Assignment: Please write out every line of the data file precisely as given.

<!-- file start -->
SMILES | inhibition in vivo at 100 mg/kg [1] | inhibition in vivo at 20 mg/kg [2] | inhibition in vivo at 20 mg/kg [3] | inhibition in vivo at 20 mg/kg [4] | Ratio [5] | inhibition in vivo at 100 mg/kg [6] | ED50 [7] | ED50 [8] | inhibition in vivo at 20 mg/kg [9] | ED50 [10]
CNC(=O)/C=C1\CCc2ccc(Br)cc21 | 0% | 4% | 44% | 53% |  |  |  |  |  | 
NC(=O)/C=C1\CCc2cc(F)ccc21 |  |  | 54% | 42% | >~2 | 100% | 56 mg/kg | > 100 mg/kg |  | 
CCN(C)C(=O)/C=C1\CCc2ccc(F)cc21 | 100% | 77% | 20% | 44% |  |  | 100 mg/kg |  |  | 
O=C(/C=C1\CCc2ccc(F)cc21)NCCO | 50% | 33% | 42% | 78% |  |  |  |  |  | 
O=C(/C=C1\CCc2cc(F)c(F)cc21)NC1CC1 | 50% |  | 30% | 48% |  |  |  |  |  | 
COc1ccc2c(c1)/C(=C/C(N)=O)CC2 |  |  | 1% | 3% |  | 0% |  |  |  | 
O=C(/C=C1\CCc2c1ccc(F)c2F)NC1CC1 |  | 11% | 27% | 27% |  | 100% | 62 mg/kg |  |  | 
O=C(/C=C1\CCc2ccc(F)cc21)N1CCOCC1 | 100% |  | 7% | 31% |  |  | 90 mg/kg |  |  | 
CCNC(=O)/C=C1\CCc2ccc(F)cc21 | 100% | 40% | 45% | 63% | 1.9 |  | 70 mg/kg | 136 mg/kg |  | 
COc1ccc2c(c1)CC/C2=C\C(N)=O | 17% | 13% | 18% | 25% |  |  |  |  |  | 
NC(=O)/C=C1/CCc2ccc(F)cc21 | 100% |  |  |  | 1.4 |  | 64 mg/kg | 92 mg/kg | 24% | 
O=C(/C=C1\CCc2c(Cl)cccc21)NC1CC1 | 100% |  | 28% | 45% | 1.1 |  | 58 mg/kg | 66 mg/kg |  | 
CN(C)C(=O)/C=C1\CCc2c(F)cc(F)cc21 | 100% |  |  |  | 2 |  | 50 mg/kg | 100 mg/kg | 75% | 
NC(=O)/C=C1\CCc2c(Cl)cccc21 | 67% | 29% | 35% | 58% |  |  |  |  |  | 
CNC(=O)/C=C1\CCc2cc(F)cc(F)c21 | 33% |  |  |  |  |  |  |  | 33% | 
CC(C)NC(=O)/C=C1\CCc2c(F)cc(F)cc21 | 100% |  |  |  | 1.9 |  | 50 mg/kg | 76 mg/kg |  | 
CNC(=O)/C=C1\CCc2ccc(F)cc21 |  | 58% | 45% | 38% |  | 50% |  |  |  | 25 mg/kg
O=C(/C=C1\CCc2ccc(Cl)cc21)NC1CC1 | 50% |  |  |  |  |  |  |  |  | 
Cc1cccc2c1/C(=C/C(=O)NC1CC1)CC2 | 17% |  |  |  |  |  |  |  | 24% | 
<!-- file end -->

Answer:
SMILES | inhibition in vivo at 100 mg/kg [1] | inhibition in vivo at 20 mg/kg [2] | inhibition in vivo at 20 mg/kg [3] | inhibition in vivo at 20 mg/kg [4] | Ratio [5] | inhibition in vivo at 100 mg/kg [6] | ED50 [7] | ED50 [8] | inhibition in vivo at 20 mg/kg [9] | ED50 [10]
CNC(=O)/C=C1\CCc2ccc(Br)cc21 | 0% | 4% | 44% | 53% |  |  |  |  |  | 
NC(=O)/C=C1\CCc2cc(F)ccc21 |  |  | 54% | 42% | >~2 | 100% | 56 mg/kg | > 100 mg/kg |  | 
CCN(C)C(=O)/C=C1\CCc2ccc(F)cc21 | 100% | 77% | 20% | 44% |  |  | 100 mg/kg |  |  | 
O=C(/C=C1\CCc2ccc(F)cc21)NCCO | 50% | 33% | 42% | 78% |  |  |  |  |  | 
O=C(/C=C1\CCc2cc(F)c(F)cc21)NC1CC1 | 50% |  | 30% | 48% |  |  |  |  |  | 
COc1ccc2c(c1)/C(=C/C(N)=O)CC2 |  |  | 1% | 3% |  | 0% |  |  |  | 
O=C(/C=C1\CCc2c1ccc(F)c2F)NC1CC1 |  | 11% | 27% | 27% |  | 100% | 62 mg/kg |  |  | 
O=C(/C=C1\CCc2ccc(F)cc21)N1CCOCC1 | 100% |  | 7% | 31% |  |  | 90 mg/kg |  |  | 
CCNC(=O)/C=C1\CCc2ccc(F)cc21 | 100% | 40% | 45% | 63% | 1.9 |  | 70 mg/kg | 136 mg/kg |  | 
COc1ccc2c(c1)CC/C2=C\C(N)=O | 17% | 13% | 18% | 25% |  |  |  |  |  | 
NC(=O)/C=C1/CCc2ccc(F)cc21 | 100% |  |  |  | 1.4 |  | 64 mg/kg | 92 mg/kg | 24% | 
O=C(/C=C1\CCc2c(Cl)cccc21)NC1CC1 | 100% |  | 28% | 45% | 1.1 |  | 58 mg/kg | 66 mg/kg |  | 
CN(C)C(=O)/C=C1\CCc2c(F)cc(F)cc21 | 100% |  |  |  | 2 |  | 50 mg/kg | 100 mg/kg | 75% | 
NC(=O)/C=C1\CCc2c(Cl)cccc21 | 67% | 29% | 35% | 58% |  |  |  |  |  | 
CNC(=O)/C=C1\CCc2cc(F)cc(F)c21 | 33% |  |  |  |  |  |  |  | 33% | 
CC(C)NC(=O)/C=C1\CCc2c(F)cc(F)cc21 | 100% |  |  |  | 1.9 |  | 50 mg/kg | 76 mg/kg |  | 
CNC(=O)/C=C1\CCc2ccc(F)cc21 |  | 58% | 45% | 38% |  | 50% |  |  |  | 25 mg/kg
O=C(/C=C1\CCc2ccc(Cl)cc21)NC1CC1 | 50% |  |  |  |  |  |  |  |  | 
Cc1cccc2c1/C(=C/C(=O)NC1CC1)CC2 | 17% |  |  |  |  |  |  |  | 24% | 